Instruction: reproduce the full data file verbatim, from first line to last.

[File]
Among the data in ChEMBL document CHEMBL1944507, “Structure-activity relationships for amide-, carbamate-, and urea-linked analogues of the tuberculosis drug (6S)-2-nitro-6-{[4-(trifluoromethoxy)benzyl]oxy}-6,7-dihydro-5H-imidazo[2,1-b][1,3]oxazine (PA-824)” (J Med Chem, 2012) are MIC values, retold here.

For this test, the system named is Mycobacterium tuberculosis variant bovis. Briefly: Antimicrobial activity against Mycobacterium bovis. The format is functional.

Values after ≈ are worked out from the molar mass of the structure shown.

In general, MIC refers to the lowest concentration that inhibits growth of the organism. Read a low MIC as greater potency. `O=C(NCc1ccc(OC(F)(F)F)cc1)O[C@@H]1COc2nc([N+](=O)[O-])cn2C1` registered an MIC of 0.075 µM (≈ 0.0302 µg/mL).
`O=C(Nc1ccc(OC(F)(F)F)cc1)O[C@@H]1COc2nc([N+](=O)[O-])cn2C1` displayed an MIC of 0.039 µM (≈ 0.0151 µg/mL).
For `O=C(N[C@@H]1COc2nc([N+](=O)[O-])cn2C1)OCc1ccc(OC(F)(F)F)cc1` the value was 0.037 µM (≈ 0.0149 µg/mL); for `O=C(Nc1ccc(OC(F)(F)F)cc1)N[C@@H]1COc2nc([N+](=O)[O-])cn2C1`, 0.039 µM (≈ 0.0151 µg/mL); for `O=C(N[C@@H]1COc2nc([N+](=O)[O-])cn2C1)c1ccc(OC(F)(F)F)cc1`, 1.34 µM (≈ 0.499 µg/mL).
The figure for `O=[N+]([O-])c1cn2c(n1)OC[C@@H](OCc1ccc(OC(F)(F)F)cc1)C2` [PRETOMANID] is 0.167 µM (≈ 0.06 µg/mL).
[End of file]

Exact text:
Among the data in ChEMBL document CHEMBL1944507, “Structure-activity relationships for amide-, carbamate-, and urea-linked analogues of the tuberculosis drug (6S)-2-nitro-6-{[4-(trifluoromethoxy)benzyl]oxy}-6,7-dihydro-5H-imidazo[2,1-b][1,3]oxazine (PA-824)” (J Med Chem, 2012) are MIC values, retold here.

For this test, the system named is Mycobacterium tuberculosis variant bovis. Briefly: Antimicrobial activity against Mycobacterium bovis. The format is functional.

Values after ≈ are worked out from the molar mass of the structure shown.

In general, MIC refers to the lowest concentration that inhibits growth of the organism. Read a low MIC as greater potency. `O=C(NCc1ccc(OC(F)(F)F)cc1)O[C@@H]1COc2nc([N+](=O)[O-])cn2C1` registered an MIC of 0.075 µM (≈ 0.0302 µg/mL).
`O=C(Nc1ccc(OC(F)(F)F)cc1)O[C@@H]1COc2nc([N+](=O)[O-])cn2C1` displayed an MIC of 0.039 µM (≈ 0.0151 µg/mL).
For `O=C(N[C@@H]1COc2nc([N+](=O)[O-])cn2C1)OCc1ccc(OC(F)(F)F)cc1` the value was 0.037 µM (≈ 0.0149 µg/mL); for `O=C(Nc1ccc(OC(F)(F)F)cc1)N[C@@H]1COc2nc([N+](=O)[O-])cn2C1`, 0.039 µM (≈ 0.0151 µg/mL); for `O=C(N[C@@H]1COc2nc([N+](=O)[O-])cn2C1)c1ccc(OC(F)(F)F)cc1`, 1.34 µM (≈ 0.499 µg/mL).
The figure for `O=[N+]([O-])c1cn2c(n1)OC[C@@H](OCc1ccc(OC(F)(F)F)cc1)C2` [PRETOMANID] is 0.167 µM (≈ 0.06 µg/mL).